Golf Australia

Life-changer for Zunic

Jordan Zunic
Jordan Zunic had his biggest win.
After a life-threatening experience, Jordan Zunic  has come back stronger and better than ever.

Zunic, 22, who was involved in a near-fatal car accident while travelling and playing in the United States last year, won the China Amateur in Changyang, outside Beijing, over the weekend.

It was an event that went under the radar given that the Asia-Pacific Amateur Championship (with its lure of a spot in the field at the Masters next year) was in Melbourne, but it is the biggest win of Zunic’s career.

The lad from Port Kembla, south of Wollongong, recovered from a first-round 81, nine-over par, in windswept conditions to pick his way through the field, then a tournament equal-low 68 on the final day put him into a playoff.

At the second hole of the playoff, he holed a two-metre birdie putt to clinch the title.

Yet 12 months ago he was unsure if he could ever play golf again, having been a passenger in a major accident with fellow-players Ricky Kato and Viraat Bhadwar. Zunic was hospitalised for a week with injuries that included a triple-fracture of his left elbow, bad head cuts and a significant loss of blood.

He did not play any golf for three months. “It’s been a year and two months now,’’ he told golf.org.au. “The first two months I was pretty much bed-ridden, I played no golf at all. I had three months off and then the next two months after I started playing it was a rollercoaster. I played a few times, I’d play alright but my elbow was getting sore. It flared up and I needed time off.’’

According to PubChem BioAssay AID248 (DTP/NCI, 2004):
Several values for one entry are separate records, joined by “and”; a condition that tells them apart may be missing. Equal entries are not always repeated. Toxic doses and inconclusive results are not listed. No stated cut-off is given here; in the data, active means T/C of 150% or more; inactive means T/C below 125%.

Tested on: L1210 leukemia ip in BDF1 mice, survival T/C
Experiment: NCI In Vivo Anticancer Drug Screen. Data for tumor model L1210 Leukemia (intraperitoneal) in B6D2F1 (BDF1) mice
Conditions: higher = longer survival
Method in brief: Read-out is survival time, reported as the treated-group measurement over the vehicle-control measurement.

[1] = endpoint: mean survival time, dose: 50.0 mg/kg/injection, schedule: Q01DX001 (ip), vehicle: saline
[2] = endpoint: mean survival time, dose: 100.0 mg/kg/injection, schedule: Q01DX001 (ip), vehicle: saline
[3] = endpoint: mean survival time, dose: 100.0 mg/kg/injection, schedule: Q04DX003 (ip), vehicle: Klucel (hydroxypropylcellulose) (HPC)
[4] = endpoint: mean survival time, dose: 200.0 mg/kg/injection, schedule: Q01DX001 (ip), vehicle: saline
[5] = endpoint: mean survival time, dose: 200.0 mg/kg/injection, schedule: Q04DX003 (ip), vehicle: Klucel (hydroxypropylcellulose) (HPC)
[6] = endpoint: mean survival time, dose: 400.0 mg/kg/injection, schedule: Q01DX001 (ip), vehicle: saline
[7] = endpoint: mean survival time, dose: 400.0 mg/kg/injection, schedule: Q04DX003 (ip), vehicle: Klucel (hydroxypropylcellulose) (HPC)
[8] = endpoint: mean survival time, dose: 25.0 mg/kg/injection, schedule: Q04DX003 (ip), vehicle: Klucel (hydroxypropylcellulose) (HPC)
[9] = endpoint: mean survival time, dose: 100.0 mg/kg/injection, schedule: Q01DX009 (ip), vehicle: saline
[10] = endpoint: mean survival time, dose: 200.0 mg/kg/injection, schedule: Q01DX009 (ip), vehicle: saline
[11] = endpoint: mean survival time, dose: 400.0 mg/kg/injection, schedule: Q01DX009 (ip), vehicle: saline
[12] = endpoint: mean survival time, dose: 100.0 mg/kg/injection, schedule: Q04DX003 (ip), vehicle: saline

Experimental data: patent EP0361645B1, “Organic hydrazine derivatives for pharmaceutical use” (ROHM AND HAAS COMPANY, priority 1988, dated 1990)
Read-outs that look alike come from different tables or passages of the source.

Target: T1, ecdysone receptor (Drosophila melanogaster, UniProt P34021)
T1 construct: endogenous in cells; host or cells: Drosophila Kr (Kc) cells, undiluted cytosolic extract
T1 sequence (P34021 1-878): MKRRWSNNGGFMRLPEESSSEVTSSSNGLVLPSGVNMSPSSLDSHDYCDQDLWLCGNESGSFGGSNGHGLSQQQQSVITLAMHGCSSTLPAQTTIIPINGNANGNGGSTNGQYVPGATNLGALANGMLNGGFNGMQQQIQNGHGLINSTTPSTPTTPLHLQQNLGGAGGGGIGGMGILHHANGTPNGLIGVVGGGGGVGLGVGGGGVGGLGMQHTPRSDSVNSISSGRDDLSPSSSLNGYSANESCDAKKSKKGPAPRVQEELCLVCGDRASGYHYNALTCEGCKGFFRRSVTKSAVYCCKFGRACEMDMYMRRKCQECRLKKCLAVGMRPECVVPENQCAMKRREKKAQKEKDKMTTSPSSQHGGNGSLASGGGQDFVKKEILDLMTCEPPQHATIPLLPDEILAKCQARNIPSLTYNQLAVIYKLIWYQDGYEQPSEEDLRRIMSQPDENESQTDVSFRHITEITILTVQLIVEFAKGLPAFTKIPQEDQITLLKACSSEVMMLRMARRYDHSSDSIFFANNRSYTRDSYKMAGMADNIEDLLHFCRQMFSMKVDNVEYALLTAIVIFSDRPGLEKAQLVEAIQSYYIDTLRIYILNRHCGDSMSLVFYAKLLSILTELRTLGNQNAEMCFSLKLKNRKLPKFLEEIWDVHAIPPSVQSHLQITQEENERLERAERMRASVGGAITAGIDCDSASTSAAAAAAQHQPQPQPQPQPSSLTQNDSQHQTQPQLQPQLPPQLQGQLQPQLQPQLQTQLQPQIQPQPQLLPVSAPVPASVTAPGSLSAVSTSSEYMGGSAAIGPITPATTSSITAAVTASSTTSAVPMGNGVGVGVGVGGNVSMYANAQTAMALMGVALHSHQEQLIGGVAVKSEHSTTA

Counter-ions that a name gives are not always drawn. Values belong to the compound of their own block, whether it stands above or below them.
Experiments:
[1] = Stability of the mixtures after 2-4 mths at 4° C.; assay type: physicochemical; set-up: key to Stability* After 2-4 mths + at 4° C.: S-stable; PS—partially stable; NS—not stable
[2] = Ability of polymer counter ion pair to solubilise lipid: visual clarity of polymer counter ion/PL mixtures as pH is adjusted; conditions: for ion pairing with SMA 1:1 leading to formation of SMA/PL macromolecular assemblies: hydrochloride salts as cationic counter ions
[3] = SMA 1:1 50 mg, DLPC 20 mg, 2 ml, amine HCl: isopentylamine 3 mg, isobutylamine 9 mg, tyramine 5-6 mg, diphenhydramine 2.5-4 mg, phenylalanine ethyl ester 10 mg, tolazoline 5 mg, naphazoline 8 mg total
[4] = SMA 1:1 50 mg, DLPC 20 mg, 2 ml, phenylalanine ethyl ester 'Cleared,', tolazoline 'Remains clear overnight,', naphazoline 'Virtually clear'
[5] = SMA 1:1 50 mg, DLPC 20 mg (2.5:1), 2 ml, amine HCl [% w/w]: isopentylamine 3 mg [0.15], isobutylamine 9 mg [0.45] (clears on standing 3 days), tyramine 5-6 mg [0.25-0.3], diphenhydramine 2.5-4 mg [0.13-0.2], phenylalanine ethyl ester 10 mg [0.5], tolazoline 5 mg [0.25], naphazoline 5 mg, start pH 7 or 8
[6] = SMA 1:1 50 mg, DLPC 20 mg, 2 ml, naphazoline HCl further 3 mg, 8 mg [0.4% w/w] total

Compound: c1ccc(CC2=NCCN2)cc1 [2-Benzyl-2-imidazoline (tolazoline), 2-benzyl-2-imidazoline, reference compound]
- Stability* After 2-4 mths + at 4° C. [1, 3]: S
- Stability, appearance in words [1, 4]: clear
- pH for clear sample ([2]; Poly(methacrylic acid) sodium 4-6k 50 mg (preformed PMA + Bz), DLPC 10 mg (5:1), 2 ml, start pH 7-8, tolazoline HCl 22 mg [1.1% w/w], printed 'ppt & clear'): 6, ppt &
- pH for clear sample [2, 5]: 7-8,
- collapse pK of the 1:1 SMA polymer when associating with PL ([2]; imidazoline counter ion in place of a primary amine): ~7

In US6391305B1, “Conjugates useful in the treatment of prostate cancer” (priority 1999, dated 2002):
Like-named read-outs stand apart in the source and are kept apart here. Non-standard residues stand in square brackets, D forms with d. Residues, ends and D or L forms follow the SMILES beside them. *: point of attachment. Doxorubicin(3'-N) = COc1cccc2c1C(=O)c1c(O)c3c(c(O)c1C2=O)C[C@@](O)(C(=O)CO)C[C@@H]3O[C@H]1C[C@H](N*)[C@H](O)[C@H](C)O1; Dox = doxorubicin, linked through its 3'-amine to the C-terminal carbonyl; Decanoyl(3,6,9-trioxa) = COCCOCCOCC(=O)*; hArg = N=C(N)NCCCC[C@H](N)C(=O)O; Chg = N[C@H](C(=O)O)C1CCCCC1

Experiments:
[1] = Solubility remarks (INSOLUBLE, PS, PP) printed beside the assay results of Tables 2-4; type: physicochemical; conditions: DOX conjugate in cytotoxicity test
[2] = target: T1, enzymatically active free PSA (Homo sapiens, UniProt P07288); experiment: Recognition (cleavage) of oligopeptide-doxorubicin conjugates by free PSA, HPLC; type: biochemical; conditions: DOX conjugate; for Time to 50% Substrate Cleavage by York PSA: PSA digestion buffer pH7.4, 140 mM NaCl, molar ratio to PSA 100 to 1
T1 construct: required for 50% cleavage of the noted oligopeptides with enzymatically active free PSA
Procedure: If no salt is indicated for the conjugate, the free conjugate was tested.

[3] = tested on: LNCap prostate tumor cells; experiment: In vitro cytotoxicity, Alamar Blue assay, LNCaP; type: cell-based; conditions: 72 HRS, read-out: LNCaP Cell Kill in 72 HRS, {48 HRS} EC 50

Certainly his family and Zunic himself were concerned about his future in the game. “The doctors said I should be okay because I’m young. But everyone was worried. I was worried. The thing that killed me was that I’d qualified to play the US amateur, a week from then, and I had to pull out.’’

A course record 63, nine-under par at his home course in Port Kembla recently suggested to him that he was back with his mojo. China merely confirms that.

As he plotted his way around the course on the final day, each successive leaderboard told him that he was getting closer to the final group, until the 15th. “Pretty much all day I knew what was happening, but on the about the 15th hole I saw that I was tied for the lead and I thought ‘I can’t believe this is happening’.’’

 “I was disappointed (after the opening 81) but then when I saw the lead was three-over, and I was six behind. ‘You know what six shots in three days, it’s possible’. My goal was just to claw my way back each day a little bit at a time and put myself in with a chance in the last round. I was five back going into the last day but I played really well. My game plan was to play solid and give myself chances, I holed a few putts, and I was really happy to shoot four-under.’’

It was Zunic’s first win overseas, “kind of a big deal for me’’, but hopefully not his last. He will play the Federal Amateur next week, then the New South Wales Open and qualifying for the Emirates Australian Open. At the end of the year, he intends turning professional and will play the Australasian PGA Tour school and the Asian Tour school in January.

 The accident has been consigned to the past, and he credits coach Warwick Dews, his family and his sports psychologist,  Matt Howe, with getting him to the other side.

 “We were in the wrong place at the wrong time,’’ he said. “In the end, I’m happy that I’m alive, number one, and that I can still play golf. It was nice to get that win, finally, for my confidence.

“I think it’s made me a stronger person, what happened to me. It’s an eye-opener for life in general. It really makes you appreciate life because someone my age doesn’t normally go through something like that. You appreciate how fragile life can be.

“It just teaches you to live each day to the fullest because you never know when your last day’s going to be. I’m still here, I can play golf, I’m happy I can still chase my dream.’’


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